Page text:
Of idli, dosas and chutney

In the days when mixer-grinders were still a novelty, the idli-dosas made at our home were quite in demand. And it was an elaborate process too. Soak the rice-udad dal for about 5-6 hours then grind it in the big grinding stone, which required a skill borne only of practice, In our home, we had a big grinding stone and a smaller one. While the bigger one was used to make batter for idli-dosa etc, the smaller one was used for chutney-masala etc. The grinding process took a lot of time and I wonder why Amma even bothered when she was already so busy. Handling three kids, their eccentricities, gardening, stitching. knitting, housework, I wonder how she had so much of energy

Our friends and neighbours, had a hearty meal whenever they dropped by. The favorite being Idlis and dosas. Those days North Indians seldom made those at their homes and restaurants were non-existent in the small town of Bhilai.

Those who have had a taste of food ground in a grinding stone will agree that its taste is quite unique. Maybe because of the stones or maybe because of the effort needed to actually handle it, the idlis would be quite soft, the dosas crispy and the chutney yummilicious.

And so when it was time for our birthdays, it was usually masala dosa which would be a part of the menu. We never cut cake or invited friends. Anyone who knew it was our birthday, would drop by and would be treated to a sumptuous meal.

When my brother was a teenager, feeding a group of young lads would indeed be a challenge. Each of them would compete with the other whilst eating. My mother would be standing near the stove, and my sister would be running between the kitchen and the Hall. At the end of the day amma would have turned red standing hours in front of the stove and my sis would immerse her feet in a bucket of water to ease of the pain.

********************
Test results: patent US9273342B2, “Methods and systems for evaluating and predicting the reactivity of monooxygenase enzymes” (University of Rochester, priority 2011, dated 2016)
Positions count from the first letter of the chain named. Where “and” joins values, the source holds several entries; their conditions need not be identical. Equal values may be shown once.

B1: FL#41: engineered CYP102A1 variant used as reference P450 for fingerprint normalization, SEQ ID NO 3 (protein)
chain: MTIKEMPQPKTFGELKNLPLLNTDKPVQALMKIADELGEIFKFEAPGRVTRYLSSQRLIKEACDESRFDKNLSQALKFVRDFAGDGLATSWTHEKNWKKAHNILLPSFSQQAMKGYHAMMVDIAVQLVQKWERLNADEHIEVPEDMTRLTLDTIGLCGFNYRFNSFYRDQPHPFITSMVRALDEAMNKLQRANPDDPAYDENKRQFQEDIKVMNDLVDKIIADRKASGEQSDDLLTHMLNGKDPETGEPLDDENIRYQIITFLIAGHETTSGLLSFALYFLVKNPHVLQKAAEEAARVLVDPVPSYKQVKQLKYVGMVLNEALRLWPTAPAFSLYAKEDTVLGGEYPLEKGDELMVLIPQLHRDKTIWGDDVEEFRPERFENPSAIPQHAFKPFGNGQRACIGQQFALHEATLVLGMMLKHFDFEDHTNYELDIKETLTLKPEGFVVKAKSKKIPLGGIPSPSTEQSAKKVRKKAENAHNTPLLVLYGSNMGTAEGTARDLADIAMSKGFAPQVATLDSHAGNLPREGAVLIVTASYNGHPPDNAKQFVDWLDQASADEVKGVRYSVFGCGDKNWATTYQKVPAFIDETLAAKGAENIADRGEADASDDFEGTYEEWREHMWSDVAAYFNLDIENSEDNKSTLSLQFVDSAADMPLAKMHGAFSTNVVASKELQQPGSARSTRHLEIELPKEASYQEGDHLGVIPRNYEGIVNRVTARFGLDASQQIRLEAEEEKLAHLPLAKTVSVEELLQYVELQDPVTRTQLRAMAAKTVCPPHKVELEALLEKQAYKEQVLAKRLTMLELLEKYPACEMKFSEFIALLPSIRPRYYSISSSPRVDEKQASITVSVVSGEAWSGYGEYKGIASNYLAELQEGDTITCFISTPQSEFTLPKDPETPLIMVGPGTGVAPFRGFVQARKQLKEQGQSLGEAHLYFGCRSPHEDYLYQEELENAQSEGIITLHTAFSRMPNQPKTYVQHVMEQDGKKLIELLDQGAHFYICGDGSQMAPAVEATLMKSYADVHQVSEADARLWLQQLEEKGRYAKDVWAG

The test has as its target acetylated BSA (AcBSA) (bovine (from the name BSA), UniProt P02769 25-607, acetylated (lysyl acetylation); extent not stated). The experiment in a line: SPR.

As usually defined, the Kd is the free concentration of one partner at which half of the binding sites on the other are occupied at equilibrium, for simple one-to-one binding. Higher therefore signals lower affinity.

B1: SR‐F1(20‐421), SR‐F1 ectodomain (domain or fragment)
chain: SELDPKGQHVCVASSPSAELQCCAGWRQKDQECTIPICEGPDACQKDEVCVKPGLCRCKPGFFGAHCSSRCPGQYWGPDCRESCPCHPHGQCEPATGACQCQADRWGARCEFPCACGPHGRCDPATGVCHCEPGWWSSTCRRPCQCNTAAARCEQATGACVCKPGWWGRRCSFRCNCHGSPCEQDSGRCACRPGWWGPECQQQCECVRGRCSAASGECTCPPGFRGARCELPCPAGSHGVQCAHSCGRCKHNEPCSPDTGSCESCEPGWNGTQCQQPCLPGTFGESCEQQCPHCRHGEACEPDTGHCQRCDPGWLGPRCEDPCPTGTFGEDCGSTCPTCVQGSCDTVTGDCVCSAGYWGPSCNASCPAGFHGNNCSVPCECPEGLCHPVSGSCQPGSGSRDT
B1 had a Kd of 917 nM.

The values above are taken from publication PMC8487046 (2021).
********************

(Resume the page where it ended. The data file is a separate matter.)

Later on amma changed her menu to idlis, dhoklas and appes (mini idlis made in an aebelskiver pan). But the chutney was fixed. Everyone just loved the coconut chutney and often it ran out mid-course. The late arrivals would just have to do without it. πŸ™‚

Flash forward to the present: In the early days of our marriage, we had an UPite couple as our neighbour and once invited them to our place for an idli-vada session. Owing to my childhood experiences, I made a huge batch of coconut chutney. My husband was shocked and announced that if there was any leftover chutney for days together, he would not aid in finishing it off. I asked him to wait, watch and have faith in my judgement.

I like to eat after everyone has had their fill and so when I did begin, there was nothing left of the chutney except the curry leaves.:D

I begin my travels on this Thursday and so will be posting very very less. Even if I do, it will be short posts. Forgive me if I am not able to read your posts or reply to your comments.

Keep well, be happy!!


10 thoughts on “Of idli, dosas and chutney

  1. Totaly agree with the Taste part , last time when i visited india I had bought one of those utensils to crush the masalla and all … and I try to use it most of the times while making my food ..

    and recently getting a clay utensil to cook in it , πŸ™‚

    and I love dosa and sambhar my favouriteeeeeeeeeeeeeeeee…

    Take care and all the best for the travels

  2. Absolutely, we had the grinding stone called sil batta at our home for the green chutney that my mom made. Those chutneys tasted out of this world. You post made my mouth water. I can totally imagine the taste of your mom’s cooking. Lucky you and your neighbors. My mum learnt how to make yummy dosas, idlis and sambar by wheedling out the recipe from a South Indian aunty. And, her dosas were wonderful made on an iron tawa that was not non-stick and turning out perfectly crispy. Moms and their food ! Enjoy your vacations and have a good time.

  3. I have never been a dosa person. But Mom dotes on them.
    Good luck with your travels Bhagya… have a good time and hope to see you back reading, writing and commenting very soon! πŸ˜€

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